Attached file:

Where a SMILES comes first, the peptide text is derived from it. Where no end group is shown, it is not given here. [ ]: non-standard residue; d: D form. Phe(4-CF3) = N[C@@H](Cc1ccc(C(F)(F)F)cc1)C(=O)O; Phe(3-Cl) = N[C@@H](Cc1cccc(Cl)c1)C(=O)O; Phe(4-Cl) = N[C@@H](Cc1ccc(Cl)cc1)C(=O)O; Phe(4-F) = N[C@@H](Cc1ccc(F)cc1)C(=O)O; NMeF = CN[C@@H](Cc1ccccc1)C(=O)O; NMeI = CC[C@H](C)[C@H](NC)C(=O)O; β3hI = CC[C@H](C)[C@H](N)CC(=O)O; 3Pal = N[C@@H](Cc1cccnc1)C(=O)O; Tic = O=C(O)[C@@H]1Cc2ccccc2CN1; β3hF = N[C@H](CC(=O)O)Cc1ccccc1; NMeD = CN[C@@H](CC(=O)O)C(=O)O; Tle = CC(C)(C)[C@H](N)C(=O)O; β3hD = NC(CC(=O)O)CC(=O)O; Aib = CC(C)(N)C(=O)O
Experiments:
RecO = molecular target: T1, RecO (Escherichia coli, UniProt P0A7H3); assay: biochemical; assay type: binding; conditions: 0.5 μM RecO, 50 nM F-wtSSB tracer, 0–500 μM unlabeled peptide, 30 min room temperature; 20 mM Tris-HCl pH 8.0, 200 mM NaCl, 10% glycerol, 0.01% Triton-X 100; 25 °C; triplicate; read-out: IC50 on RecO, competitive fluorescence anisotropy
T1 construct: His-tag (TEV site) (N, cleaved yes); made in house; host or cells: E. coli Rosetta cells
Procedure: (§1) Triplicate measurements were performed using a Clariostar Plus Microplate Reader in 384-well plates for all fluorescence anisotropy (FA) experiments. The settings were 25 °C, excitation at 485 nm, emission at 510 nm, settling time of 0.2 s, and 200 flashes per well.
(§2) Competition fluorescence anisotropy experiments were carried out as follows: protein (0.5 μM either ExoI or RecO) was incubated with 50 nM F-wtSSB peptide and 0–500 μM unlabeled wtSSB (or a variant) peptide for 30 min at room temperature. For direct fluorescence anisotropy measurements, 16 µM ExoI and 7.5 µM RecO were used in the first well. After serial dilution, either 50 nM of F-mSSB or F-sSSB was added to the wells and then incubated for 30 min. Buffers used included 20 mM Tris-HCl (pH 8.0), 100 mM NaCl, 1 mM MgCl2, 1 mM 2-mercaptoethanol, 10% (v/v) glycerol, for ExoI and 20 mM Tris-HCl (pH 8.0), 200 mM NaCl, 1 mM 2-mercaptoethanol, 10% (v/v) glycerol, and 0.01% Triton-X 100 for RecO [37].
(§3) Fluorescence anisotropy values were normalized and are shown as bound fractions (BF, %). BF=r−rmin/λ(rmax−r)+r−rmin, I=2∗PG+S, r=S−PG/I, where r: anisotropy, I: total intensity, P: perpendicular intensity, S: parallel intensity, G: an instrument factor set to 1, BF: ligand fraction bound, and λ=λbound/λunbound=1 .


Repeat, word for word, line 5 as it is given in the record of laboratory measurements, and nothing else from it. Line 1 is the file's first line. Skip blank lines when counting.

Procedure: (§1) Triplicate measurements were performed using a Clariostar Plus Microplate Reader in 384-well plates for all fluorescence anisotropy (FA) experiments. The settings were 25 °C, excitation at 485 nm, emission at 510 nm, settling time of 0.2 s, and 200 flashes per well.